Second-year English courses at Langara offer students the opportunity to build on the foundations of literary and rhetorical analysis established in first-year courses while applying a much more specific focus in terms of content. Whether you are planning on getting a degree in English or you just want to take an interesting elective, the course offerings change each semester, so make sure you check back often!

For Creative Writing courses, click here.

All our second-year courses are fully transferable to UBC and SFU. For information about transfer credit and articulation of these courses, please visit the BC Transfer Guide.

For more information, feel free to contact the individual instructors or the English Department Chair.

Second-Year Courses for Fall 2021

ENGL 2223: Survey of English Literature I

Battle monsters (Beowulf), the medieval church (Canterbury Tales), lovesickness (Twelfth Night), and the devil himself (Paradise Lost) in this glorious romp through 800 years of English literature. Students will learn to understand and appreciate the roots of contemporary literature in English and to express that understanding in articulate written and oral analysis. Depending on students’ comfort levels after our recent plague year (a few of the authors we’ll study endured their own), there may even be an opportunity to perform!

Instructor: Tanya Lewis | Tuesday/Thursday 10:30-12:20
View Course Outline | Register for ENGL 2223 (CRN: 31112)

ENGL 2224: Survey of English Literature II

Delve into British literature from 1660 to 1900 and discover some strange solutions to social problems with Swift, laugh at the lifestyles of the rich and famous with Pope, play matchmaker with Jane Austen, travel to the Lake District with Wordsworth, meet Dickens’s Ghosts of Christmas Past, Present, and Yet to Come, and discover the dark side of Dr. Jekyll with Robert Louis Stevenson. We will explore the major authors of the Restoration, eighteenth century, Romantic period, and Victorian era, placing their texts within their broader social and cultural context.

Instructor: Paisley Mann | Tuesday/Thursday 14:30-16:20
View Course Outline | Register for ENGL 2224 (CRN: 31113)

ENGL 2235: American Literature

This is a course about what Americans wrote that Canadians should read, with pleasure and terror: from the hopeful American voice that invited us to get naked by the bank of a river to the scary American voices that're trumpeting the republic's renewal of greatness. We'll read poems and novels, explain them, talk about them, and decide for ourselves how far we want to buy into the "grand experiment" of the United States. (Probably not too far right now!)

Instructor: Mark Baker | ONLINE (ASYNCHRONOUS)
View Course Outline | Register for ENGL 2235 (CRN: 31318)

ENGL 2233: Children's Literature

This course will examine the transformation of children’s literature by playing with a variety of genres, including nursery rhymes, fairy tales, illustration, Disney films, and short novels. The first part of the course will focus on both the dark and playful aspects of fairy tales. Then we’ll jump into the Golden Age of children's literature before getting our hands dirty with more modern children’s tales.

Instructor: Erin Robb | ONLINE (ASYNCHRONOUS)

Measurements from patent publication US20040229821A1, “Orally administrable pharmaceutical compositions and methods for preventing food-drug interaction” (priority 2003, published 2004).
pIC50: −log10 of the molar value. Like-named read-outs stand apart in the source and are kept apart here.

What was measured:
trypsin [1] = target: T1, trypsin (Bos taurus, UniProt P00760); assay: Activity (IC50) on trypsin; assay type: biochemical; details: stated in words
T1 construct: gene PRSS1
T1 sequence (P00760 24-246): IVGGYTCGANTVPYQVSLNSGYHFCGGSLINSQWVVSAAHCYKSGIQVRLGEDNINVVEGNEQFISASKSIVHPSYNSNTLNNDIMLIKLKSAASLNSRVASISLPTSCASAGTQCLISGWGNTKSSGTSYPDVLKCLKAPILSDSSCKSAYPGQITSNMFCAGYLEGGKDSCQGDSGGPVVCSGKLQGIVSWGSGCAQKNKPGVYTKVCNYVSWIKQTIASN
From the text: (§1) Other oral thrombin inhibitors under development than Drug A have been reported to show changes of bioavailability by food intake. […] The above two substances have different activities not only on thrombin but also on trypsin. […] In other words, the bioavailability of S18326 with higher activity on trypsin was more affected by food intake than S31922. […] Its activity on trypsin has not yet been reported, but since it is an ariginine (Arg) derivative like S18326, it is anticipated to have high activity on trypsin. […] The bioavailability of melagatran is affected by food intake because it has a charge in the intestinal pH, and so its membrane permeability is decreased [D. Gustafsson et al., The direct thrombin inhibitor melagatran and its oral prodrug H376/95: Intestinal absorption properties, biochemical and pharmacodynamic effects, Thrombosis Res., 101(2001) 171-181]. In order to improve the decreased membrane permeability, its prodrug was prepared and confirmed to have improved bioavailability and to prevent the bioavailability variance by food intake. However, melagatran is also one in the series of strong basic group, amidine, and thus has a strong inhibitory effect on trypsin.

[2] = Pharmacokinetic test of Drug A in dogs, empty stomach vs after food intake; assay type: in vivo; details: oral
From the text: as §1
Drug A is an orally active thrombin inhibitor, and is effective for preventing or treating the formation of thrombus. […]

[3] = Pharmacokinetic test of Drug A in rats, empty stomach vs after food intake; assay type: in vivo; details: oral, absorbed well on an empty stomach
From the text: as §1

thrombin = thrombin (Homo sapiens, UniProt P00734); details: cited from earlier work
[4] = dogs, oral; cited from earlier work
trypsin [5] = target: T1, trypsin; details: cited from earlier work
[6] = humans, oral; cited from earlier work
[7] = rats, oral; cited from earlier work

View Course Outline | Register for ENGL 2233 (CRN: 31317)

ENGL 2234: Novel, Movie, Meme - Adaptations & Media Culture

What do Bridget Jones and Cher Horowitz have in common? Beside notable fashion and questionable paths to romance, both heroines owe their iconic appeal to the novels of Jane Austen and the adaptation of Austen’s free indirect discourse into sharp but often cringeworthy narrative voiceovers. Twenty-five years after its release, Amy Heckerling’s Clueless, a film adaptation of Jane Austen’s Emma starring Alicia Silverstone, is still influencing the vocal and sartorial inflections of young adults, while the BBC’s Pride and Prejudice miniseries starring Colin Firth as Mr. Darcy, released the same year, informed Helen Fielding’s classic chick lit novel Bridget Jones’ Diary, later to be a film starring, of course, Colin Firth. In 2021, what Austen created has become the inspiration for a #drunkausten hashtag and countless memes that bring Austen’s observations about social relationships into the internet age.
This course will explore the ways in which Austen’s novels continue to influence and produce what William Warner, writing on the effects of Richardson’s 1740 Pamela has described as “media culture,” where the extraordinary popularity of a text shifts not only taste, but the production and consumption of media itself.

Instructor: Erin MacWilliam | Tuesday/Thursday 12:30-14:20
View Course Outline | Register for ENGL 2234 (CRN: 31115)

ENGL 2237: Indigenous Literature

Through the study and discussion of literature (fiction/essays) by Indigenous writers, students will learn about Indigenous cultures, the history of contact and colonization, residential schooling, and other related issues. Students will have the opportunity to decolonize their minds. This course will make you a better person.

Instructor: Jill Goldberg | Monday/Wednesday 14:30-16:20
View Course Outline | Register for ENGL 2237 (CRN: 31118)

Second-Year Courses for Spring 2022

ENGL 2222: Classical Literature in Translation – Erin Robb

ENGL 2223: Survey of English Literature I – Ciara Lawlor  

ENGL 2224: Survey of English Literature II – Mark Baker

ENGL 2235: American Literature – Mark Baker

ENGL 2233: Weird Fiction – Jonathan Newell

ENGL 2237: Black Lives Matter – Simon Rolston

ENGL 2239: Studies in Poetry: The Poetics of Hip Hop – Thor Polukoshko